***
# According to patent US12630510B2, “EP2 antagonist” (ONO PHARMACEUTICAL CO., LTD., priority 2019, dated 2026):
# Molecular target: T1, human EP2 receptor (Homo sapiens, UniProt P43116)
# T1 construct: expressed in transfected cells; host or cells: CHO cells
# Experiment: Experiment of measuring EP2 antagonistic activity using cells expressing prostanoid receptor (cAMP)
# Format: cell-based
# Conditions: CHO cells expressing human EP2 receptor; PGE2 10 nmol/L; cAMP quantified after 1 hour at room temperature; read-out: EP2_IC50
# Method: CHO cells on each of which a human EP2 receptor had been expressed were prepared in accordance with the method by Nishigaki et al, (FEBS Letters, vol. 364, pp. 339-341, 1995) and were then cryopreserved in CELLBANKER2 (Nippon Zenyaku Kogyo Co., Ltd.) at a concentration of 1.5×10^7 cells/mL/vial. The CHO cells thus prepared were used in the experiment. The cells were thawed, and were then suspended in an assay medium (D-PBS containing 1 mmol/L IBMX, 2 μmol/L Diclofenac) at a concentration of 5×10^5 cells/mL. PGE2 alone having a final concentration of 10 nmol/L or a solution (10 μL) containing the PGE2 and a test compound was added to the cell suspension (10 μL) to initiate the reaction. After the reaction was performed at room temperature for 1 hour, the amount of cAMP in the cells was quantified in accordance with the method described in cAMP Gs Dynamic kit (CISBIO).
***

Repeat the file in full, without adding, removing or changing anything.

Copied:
# According to patent US12630510B2, “EP2 antagonist” (ONO PHARMACEUTICAL CO., LTD., priority 2019, dated 2026):
# Molecular target: T1, human EP2 receptor (Homo sapiens, UniProt P43116)
# T1 construct: expressed in transfected cells; host or cells: CHO cells
# Experiment: Experiment of measuring EP2 antagonistic activity using cells expressing prostanoid receptor (cAMP)
# Format: cell-based
# Conditions: CHO cells expressing human EP2 receptor; PGE2 10 nmol/L; cAMP quantified after 1 hour at room temperature; read-out: EP2_IC50
# Method: CHO cells on each of which a human EP2 receptor had been expressed were prepared in accordance with the method by Nishigaki et al, (FEBS Letters, vol. 364, pp. 339-341, 1995) and were then cryopreserved in CELLBANKER2 (Nippon Zenyaku Kogyo Co., Ltd.) at a concentration of 1.5×10^7 cells/mL/vial. The CHO cells thus prepared were used in the experiment. The cells were thawed, and were then suspended in an assay medium (D-PBS containing 1 mmol/L IBMX, 2 μmol/L Diclofenac) at a concentration of 5×10^5 cells/mL. PGE2 alone having a final concentration of 10 nmol/L or a solution (10 μL) containing the PGE2 and a test compound was added to the cell suspension (10 μL) to initiate the reaction. After the reaction was performed at room temperature for 1 hour, the amount of cAMP in the cells was quantified in accordance with the method described in cAMP Gs Dynamic kit (CISBIO).